Thoughts As Al Pens His Letter
Jokingly, of course, this editor urged one commissioner to duct tape his fellow commissioner to his
office chair to prevent him from entering one particular courthouse meeting room 22 days ago, for a
long-overdue meeting with Highlands Hospital. At the time, a meeting had been requested by Highlands
Hospital representatives with two "conflict-free" commissioners to talk about that facility's Medicaid
behavioral health contract with the county for inpatient services.
Prior to that meeting, email from the county, reportedly, was sent to the hospital canceling the
meeting. Yet a meeting was still held anyway with county behavioral health department reps and at
least one county commissioner 22 days ago.
Then 16 days ago, of course, a regular meeting of the FCBHA advisory board was cancelled and the
commission chairman that evening followed Highlands Hospital staff through the doors at the
Connellsville City Council meeting, where a couple dozen hospital staff asked city council to encourage
county leaders to meet with them and save Highlands Hospital from financial ruin.
Since then, it has been relatively quiet. Not a peep. No meeting was planned.
However, following yesterday's letter to the Herald Standard editor from hospital staff, now there's
today's article, "Meeting between Highlands Hospital, Fayette Co. officials in the works." In it, the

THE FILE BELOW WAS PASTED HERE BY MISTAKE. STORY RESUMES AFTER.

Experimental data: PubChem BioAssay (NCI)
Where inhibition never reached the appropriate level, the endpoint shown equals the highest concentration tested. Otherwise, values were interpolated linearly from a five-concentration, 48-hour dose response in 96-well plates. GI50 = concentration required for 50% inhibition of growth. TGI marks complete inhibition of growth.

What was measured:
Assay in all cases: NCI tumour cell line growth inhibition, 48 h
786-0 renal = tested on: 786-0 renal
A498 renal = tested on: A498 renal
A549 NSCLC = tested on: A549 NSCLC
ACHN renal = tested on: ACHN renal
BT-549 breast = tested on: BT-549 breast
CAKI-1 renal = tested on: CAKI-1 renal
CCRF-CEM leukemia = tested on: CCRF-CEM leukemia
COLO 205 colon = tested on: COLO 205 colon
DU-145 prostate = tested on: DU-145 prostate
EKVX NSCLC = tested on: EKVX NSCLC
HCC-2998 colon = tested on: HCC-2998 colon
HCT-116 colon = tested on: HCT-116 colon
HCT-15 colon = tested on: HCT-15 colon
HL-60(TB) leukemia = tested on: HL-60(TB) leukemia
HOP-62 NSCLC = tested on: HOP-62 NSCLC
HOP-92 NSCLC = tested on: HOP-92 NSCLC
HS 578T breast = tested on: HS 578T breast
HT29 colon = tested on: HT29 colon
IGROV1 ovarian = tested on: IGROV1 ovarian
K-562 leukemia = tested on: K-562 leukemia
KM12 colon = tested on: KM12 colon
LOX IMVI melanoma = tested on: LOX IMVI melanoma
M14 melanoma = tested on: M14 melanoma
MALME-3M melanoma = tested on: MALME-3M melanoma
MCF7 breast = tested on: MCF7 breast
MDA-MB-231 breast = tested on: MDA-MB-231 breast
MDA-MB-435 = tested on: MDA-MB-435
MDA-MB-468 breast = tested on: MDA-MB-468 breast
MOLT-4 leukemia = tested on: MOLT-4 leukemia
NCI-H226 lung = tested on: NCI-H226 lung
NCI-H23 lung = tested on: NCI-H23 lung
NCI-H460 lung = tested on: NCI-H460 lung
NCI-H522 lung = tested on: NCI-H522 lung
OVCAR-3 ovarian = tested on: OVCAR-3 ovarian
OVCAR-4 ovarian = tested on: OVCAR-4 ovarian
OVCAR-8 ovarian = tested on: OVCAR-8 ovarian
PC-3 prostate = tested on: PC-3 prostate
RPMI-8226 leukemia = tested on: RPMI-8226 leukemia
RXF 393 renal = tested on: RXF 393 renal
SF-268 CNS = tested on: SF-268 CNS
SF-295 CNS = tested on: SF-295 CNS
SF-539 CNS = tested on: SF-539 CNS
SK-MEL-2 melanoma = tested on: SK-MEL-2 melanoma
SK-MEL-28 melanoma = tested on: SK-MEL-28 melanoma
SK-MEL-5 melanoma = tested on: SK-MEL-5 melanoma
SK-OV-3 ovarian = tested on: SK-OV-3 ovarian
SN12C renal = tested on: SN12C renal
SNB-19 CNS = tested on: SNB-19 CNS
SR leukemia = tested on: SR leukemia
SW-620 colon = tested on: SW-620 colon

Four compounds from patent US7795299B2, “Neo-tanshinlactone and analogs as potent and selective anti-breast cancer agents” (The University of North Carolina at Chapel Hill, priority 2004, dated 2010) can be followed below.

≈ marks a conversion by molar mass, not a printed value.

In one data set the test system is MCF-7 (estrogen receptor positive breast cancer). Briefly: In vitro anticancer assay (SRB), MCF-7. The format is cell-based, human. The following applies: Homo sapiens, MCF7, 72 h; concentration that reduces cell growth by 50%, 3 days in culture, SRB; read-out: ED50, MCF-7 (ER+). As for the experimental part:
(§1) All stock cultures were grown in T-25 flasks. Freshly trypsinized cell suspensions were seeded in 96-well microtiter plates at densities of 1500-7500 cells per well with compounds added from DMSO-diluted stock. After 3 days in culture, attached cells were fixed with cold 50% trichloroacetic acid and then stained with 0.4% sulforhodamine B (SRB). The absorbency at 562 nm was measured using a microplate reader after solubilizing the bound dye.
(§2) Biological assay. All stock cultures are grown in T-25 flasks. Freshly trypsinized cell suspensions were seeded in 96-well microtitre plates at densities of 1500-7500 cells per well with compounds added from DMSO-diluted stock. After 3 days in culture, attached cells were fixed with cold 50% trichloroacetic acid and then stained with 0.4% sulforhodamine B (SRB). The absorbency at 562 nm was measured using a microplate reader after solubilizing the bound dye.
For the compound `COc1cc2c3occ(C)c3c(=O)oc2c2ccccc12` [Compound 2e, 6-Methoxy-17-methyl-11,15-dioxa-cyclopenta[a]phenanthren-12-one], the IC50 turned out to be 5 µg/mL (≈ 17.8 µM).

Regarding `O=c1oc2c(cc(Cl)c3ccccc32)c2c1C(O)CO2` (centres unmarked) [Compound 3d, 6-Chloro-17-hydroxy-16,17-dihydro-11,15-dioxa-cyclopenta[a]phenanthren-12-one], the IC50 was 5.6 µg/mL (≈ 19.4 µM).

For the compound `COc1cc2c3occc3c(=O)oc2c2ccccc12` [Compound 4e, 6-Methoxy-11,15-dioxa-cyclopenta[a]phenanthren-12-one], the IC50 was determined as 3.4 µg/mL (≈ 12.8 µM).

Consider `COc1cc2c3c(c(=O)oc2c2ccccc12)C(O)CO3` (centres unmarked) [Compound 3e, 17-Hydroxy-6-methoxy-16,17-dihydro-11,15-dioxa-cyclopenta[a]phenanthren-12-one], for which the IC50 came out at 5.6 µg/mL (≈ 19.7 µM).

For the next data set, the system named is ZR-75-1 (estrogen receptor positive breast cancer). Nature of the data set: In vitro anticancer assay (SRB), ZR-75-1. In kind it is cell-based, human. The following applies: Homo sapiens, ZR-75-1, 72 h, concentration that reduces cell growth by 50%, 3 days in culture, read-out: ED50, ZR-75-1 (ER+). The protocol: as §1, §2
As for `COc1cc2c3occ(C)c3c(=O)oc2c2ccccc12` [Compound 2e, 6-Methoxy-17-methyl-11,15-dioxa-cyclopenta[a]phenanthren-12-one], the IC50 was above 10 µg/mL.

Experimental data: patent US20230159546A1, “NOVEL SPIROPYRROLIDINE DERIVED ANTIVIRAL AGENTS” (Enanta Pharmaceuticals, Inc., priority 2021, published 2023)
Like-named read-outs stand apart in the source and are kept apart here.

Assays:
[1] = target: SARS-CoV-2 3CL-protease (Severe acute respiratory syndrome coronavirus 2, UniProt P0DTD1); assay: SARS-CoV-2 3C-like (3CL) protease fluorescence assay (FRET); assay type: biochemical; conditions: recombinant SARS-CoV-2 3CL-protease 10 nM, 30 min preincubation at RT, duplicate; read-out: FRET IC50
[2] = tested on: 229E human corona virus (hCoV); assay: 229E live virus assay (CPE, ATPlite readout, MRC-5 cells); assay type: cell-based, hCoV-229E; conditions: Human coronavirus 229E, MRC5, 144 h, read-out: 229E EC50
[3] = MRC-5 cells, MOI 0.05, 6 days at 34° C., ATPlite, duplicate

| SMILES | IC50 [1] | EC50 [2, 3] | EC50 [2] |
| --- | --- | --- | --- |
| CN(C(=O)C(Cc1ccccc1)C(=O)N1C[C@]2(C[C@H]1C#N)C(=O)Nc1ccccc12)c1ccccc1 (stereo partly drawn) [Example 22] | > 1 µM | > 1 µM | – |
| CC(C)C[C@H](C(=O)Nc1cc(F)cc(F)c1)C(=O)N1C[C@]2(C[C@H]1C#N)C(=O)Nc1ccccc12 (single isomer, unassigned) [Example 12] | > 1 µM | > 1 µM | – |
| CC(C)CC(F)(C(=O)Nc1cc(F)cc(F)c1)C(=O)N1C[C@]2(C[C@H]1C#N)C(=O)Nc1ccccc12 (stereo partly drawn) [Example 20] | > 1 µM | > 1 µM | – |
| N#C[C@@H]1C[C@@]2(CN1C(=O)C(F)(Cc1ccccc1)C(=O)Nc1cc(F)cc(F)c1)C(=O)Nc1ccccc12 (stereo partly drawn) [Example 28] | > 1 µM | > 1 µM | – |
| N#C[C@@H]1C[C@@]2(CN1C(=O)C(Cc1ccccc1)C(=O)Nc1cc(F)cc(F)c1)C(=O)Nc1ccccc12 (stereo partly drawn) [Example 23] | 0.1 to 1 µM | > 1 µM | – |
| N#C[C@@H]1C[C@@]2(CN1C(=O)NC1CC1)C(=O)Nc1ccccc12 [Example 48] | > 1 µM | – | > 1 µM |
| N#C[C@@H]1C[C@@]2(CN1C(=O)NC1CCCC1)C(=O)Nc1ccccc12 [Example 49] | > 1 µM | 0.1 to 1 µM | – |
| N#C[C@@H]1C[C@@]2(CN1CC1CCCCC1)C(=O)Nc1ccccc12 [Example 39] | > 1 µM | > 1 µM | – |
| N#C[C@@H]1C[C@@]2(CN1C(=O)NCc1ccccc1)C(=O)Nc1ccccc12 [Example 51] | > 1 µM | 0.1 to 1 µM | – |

commission chairman says he is in the process of drafting a letter to schedule a meeting to resolve the
hospital contract issue and should get the letter out early next week.
So much for the suggestion with the duct tape or strong public opinion that he should recuse himself.
Whether it is the meeting with the county that Highlands wants or not, the hospital staff, its CEO and
legal representative, they all should attend.
Whether it is the meeting that Commissioner Zapotosky said he wanted -- i.e., to have the FCBHA
director assume responsibility for the problem that started in July and August, when she remained
silent about approving a county Medicaid provider contract with Uniontown Hospital for inpatient and
outpatient services in March -- or not, he should attend.
Whether it is the meeting that Commissioner Zimmerlink thought Highlands should have had with two
"conflict-free" commissioners or not, she should attend.
That Commissioner Ambrosini is still unwilling to recuse himself and feels that he must include
Uniontown Hospital's CEO is unfortunate. But since there likely won't ever be a meeting without the
two men, Highlands should go and hear what is said. Commissioner Zapotosky previously said that the
Uniontown CEO had put an offer on the table for Highlands and that it still stood. Highlands should at
least learn what that offer is and when it was made.
Although Highlands has experienced a loss of revenue since Uniontown Hospital became a county
Medicaid behavioral health provider, Uniontown is just as needy.
Uniontown desperately needs Highlands' expertise in helping to train its staff in mental health triage
and crisis intervention. Police should never, never have to be called back in again another time to
Uniontown Hospital to use a stun gun on a psych patient and haul another patient downtown to the
5 Oct 12